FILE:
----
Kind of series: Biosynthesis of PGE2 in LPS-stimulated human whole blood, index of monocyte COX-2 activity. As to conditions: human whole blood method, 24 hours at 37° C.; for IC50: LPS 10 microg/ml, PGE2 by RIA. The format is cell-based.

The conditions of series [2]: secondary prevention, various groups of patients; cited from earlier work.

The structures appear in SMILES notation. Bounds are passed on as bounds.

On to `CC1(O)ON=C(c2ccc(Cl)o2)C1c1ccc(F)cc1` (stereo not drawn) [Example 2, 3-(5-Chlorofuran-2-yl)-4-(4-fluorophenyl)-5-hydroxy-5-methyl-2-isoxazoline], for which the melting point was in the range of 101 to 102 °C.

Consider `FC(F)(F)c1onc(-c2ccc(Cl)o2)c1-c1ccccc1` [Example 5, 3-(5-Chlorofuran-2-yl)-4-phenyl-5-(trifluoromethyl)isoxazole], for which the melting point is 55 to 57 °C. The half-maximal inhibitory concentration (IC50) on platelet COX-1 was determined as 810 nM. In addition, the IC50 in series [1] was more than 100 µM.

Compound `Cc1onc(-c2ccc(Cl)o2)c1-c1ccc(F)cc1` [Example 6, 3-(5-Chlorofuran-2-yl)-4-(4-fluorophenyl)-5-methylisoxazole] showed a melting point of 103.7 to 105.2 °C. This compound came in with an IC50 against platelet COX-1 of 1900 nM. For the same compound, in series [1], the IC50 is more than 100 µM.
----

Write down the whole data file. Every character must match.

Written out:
Kind of series: Biosynthesis of PGE2 in LPS-stimulated human whole blood, index of monocyte COX-2 activity. As to conditions: human whole blood method, 24 hours at 37° C.; for IC50: LPS 10 microg/ml, PGE2 by RIA. The format is cell-based.

The conditions of series [2]: secondary prevention, various groups of patients; cited from earlier work.

The structures appear in SMILES notation. Bounds are passed on as bounds.

On to `CC1(O)ON=C(c2ccc(Cl)o2)C1c1ccc(F)cc1` (stereo not drawn) [Example 2, 3-(5-Chlorofuran-2-yl)-4-(4-fluorophenyl)-5-hydroxy-5-methyl-2-isoxazoline], for which the melting point was in the range of 101 to 102 °C.

Consider `FC(F)(F)c1onc(-c2ccc(Cl)o2)c1-c1ccccc1` [Example 5, 3-(5-Chlorofuran-2-yl)-4-phenyl-5-(trifluoromethyl)isoxazole], for which the melting point is 55 to 57 °C. The half-maximal inhibitory concentration (IC50) on platelet COX-1 was determined as 810 nM. In addition, the IC50 in series [1] was more than 100 µM.

Compound `Cc1onc(-c2ccc(Cl)o2)c1-c1ccc(F)cc1` [Example 6, 3-(5-Chlorofuran-2-yl)-4-(4-fluorophenyl)-5-methylisoxazole] showed a melting point of 103.7 to 105.2 °C. This compound came in with an IC50 against platelet COX-1 of 1900 nM. For the same compound, in series [1], the IC50 is more than 100 µM.